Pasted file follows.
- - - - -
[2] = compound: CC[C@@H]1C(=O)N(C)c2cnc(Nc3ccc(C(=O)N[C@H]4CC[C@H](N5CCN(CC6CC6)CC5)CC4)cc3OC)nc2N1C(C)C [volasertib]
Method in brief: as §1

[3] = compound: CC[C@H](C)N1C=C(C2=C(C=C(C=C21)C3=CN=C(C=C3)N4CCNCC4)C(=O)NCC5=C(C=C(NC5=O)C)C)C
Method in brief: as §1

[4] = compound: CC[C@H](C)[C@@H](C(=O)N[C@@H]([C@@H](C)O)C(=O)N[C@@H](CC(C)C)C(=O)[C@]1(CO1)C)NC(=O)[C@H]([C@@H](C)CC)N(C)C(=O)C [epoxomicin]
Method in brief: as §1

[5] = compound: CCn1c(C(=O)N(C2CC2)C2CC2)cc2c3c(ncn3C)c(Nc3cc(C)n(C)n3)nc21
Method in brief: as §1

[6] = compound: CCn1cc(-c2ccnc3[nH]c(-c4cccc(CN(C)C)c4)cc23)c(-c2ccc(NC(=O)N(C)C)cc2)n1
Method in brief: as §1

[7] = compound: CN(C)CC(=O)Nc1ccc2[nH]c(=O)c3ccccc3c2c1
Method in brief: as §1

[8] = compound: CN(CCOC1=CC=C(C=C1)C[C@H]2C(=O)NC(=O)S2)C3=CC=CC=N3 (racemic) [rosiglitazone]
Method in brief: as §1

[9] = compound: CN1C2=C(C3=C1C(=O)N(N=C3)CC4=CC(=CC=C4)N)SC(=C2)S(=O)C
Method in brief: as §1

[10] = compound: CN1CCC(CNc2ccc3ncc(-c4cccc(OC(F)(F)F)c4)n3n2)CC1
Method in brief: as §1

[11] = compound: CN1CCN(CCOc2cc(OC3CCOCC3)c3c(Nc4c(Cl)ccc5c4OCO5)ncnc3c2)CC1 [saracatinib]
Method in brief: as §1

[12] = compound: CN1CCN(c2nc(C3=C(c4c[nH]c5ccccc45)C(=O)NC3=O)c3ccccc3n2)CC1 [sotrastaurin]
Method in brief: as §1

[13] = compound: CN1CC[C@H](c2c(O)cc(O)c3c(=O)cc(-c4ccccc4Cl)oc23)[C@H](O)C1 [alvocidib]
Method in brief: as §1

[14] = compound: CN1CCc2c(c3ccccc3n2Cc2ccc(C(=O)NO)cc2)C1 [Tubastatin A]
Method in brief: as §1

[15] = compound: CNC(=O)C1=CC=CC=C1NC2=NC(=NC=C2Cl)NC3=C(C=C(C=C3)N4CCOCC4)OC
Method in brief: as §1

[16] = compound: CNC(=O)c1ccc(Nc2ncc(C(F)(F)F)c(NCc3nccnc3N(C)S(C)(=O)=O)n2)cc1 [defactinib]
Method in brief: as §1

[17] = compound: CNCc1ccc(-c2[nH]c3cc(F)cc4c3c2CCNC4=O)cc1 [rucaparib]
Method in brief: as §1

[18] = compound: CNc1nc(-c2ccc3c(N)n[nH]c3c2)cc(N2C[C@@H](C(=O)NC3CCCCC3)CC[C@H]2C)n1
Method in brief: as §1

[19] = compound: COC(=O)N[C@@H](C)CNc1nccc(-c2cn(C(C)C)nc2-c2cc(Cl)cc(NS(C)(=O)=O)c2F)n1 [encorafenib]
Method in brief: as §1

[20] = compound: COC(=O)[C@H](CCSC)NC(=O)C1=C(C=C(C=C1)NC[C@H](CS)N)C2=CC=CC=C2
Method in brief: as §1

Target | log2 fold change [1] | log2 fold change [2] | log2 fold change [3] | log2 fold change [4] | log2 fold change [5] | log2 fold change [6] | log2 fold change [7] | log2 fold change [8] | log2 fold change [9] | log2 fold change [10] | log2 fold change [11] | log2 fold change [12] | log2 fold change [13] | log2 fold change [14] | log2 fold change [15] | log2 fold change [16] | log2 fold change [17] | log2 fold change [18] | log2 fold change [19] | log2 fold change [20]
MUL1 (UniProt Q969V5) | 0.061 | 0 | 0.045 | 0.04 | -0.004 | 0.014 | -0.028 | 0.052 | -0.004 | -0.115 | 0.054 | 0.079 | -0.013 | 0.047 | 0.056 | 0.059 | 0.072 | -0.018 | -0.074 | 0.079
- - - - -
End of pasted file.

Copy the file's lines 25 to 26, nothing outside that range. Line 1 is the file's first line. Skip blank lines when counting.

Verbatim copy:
[14] = compound: CN1CCc2c(c3ccccc3n2Cc2ccc(C(=O)NO)cc2)C1 [Tubastatin A]
Method in brief: as §1